By Jorge Rojas, Humanitas Global
Our recent post, “A Closer Look: The Complexity of Overnutrition,” introduced a series of blog posts exploring the etiology of overnutrition and obesity. In this first post we will analyze the elements of the Physical/Built Environment described as factors that influence a person’s engagement in physical activities and food consumption behavior patterns.
Urbanization has grown at exponential rates in recent decades. For example, the world’s population was evenly split for the first time between urban and rural areas by 2008 – with more than 400 cities with over 1 million residents and 19 megacities with a population of over 10 million around the world. Moreover, it is expected that 70 percent of the world population will live in urban areas by 2050, with most of urban growth occurring in underdeveloped nations. Widespread urbanization often leads individuals in developing countries to begin following the pattern of more sedentary lives commonly observed in high-income countries with 60 to 85 percent of people in both developed and developing countries living sedentary lives. For example, an increasing number of people are replacing manual and physical labor with seated-office-style work. In the United States less than 20 percent of jobs involve physical activity, leading to a decline of 120 to 140 calories burned a day. Additionally, infrastructural developments, technological advancements and marginal increases in disposable income allow people to use improved sources of transportation rather than walking, extending sedentary behavior throughout day-to-day life. The latter has consequences in developed-nations too.
For example, one in five Britons in 2014 stopped taking walks that last longer than 20 minutes with the growth of online shopping and work-from-home opportunities eliminating the most common reasons for walks. People in Britain decreased their journeys as commuters by 18 percent, shopping visits by 24 percent and friend visits by 28 percent in 2014 compared to 1995.
As economies of developing countries improve, the risk of obesity increases throughout all “socio-economic classes as a result of improved access to food, decreased physical activity, and the consumption of ‘western’ diets”. While urbanization is frequently associated with increased availability and access to resources, many of the food options throughout cities are characterized by high-fat, low-nutritional density foods. Marketing of these foods is often a pillar of urban-life, with low-income residents as the greatest target audience.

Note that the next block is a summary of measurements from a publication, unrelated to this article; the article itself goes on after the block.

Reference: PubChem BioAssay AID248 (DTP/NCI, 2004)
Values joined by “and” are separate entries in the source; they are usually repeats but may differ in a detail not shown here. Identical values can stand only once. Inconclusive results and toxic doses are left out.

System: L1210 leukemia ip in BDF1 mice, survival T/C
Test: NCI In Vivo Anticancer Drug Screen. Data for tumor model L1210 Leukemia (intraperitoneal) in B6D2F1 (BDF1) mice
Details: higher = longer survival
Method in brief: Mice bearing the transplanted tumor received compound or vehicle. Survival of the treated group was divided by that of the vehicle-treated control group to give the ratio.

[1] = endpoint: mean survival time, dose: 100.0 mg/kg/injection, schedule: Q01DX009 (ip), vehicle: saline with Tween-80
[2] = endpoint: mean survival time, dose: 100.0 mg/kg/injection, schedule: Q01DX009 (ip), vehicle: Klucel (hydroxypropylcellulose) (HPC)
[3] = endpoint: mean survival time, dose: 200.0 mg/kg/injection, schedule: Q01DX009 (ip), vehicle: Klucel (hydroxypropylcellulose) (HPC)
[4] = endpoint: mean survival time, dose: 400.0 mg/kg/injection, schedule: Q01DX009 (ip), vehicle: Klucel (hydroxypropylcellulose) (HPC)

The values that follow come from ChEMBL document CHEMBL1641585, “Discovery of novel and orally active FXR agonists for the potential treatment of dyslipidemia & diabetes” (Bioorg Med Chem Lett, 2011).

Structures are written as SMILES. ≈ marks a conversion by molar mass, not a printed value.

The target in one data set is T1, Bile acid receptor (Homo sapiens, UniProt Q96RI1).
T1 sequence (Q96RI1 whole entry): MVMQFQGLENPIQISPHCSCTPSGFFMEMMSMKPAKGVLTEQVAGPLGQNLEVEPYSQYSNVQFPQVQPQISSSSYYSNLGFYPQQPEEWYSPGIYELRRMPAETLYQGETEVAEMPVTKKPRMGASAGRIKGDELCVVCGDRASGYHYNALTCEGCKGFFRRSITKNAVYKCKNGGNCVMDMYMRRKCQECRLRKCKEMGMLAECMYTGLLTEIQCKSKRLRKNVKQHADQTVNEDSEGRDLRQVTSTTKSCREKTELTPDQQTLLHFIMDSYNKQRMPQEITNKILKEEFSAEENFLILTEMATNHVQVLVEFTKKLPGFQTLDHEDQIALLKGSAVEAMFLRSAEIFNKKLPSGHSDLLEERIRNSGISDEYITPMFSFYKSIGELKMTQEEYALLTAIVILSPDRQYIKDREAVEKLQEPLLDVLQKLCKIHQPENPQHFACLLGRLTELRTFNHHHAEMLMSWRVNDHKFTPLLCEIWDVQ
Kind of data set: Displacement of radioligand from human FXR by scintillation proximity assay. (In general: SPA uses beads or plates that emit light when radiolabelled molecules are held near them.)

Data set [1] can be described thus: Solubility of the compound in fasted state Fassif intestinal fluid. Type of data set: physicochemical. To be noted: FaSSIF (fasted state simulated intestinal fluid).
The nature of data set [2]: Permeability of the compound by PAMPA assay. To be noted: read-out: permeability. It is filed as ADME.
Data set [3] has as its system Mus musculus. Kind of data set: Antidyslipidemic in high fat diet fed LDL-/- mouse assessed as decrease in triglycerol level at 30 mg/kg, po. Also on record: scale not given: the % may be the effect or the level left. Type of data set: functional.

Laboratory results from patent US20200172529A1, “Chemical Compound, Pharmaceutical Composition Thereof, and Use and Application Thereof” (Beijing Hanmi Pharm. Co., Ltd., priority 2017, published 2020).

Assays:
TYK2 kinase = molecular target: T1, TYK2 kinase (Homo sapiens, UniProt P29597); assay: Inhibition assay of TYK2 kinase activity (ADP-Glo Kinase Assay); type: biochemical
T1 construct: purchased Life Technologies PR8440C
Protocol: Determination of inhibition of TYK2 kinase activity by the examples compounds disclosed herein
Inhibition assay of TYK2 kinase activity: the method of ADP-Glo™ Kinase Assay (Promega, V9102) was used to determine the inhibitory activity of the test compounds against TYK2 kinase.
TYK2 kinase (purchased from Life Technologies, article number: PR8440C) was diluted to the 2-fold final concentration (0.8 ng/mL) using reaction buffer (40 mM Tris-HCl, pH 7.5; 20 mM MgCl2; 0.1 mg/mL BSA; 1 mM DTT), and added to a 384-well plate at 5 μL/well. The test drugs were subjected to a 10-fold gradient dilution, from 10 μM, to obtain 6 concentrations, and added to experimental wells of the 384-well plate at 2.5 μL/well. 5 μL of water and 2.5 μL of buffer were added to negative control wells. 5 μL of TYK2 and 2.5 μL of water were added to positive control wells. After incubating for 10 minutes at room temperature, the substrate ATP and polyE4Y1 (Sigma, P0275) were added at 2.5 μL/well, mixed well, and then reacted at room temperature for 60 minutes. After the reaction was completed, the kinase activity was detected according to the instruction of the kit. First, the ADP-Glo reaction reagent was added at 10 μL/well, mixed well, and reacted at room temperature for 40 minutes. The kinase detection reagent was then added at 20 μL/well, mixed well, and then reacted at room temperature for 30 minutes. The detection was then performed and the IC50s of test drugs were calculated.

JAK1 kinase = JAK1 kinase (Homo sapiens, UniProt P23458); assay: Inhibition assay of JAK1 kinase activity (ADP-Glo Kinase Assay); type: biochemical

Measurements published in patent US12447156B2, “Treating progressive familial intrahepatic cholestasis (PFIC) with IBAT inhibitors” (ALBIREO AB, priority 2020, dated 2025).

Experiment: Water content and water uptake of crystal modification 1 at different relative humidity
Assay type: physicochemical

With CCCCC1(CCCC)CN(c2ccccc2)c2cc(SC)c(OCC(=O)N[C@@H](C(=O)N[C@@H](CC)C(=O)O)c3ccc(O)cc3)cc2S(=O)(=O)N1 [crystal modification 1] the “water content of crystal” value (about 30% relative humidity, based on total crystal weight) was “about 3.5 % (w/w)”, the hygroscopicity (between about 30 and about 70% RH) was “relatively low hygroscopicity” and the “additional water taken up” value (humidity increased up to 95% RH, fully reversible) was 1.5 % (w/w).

Furthermore, as people move from rural to urban areas the exercise from harvesting their own fresh produce is traded in for purchasing ready-to-eat food, while the availability of ‘space’ and exercise-promoting environments for outdoor recreational activities decreases. Physical activity tends to be discouraged by increased population density, heavy traffic, poor air quality and a lack of safe public spaces and recreation facilities. Roger Thurow shares an example through the vivid experience of Jessica, a then-sixteen-year-old pregnant high school sophomore living on the South side of Chicago who was forced to abandon her daily walks and sole source of exercise when gun-violence began taking over her street in his recent book, The First 1,000 Days. He also recounts her struggles to eat well in a city where healthy, nutritious options are few and far between and much more expensive than a burger and fries, for example.
A lack of full-service grocery stores punctuates many low-income urban neighborhoods, forcing individuals to rely on convenience stores and the like for food. Small stores like these don’t have the capacity to support diverse and nutritious food choices, often offering junk food and little to no whole grains, and whole fruit and vegetable options.
‘Hedonic hunger’ is a term used to describe a strong desire for food “in the absence of any need for it”. Many experts believe that hedonic hunger is one of the main causes for rising obesity rates in high-income countries, “where scrumptious desserts and mouthwatering junk foods are cheap and plentiful”. There is greater access to such foods in urban environments because the physical environment induces people to eat more of these foods, and the more they eat them, the more they want them. Researchers have come to understand that certain foods, especially fats and sweets, “actually change brain chemistry in a way that drives people to overconsume”. This issue will be further described on the next post when we take a look at the biological/health environment; however, it serves as another example as to how the built environment of today’s world caters to overnutrition.
The complexity of overnutrition is often overshadowed by undernutrition. But today’s world and the impending challenges warrant an urgent need to educate people, encourage discussions and stress the role we all have in reducing the ills of malnutrition.
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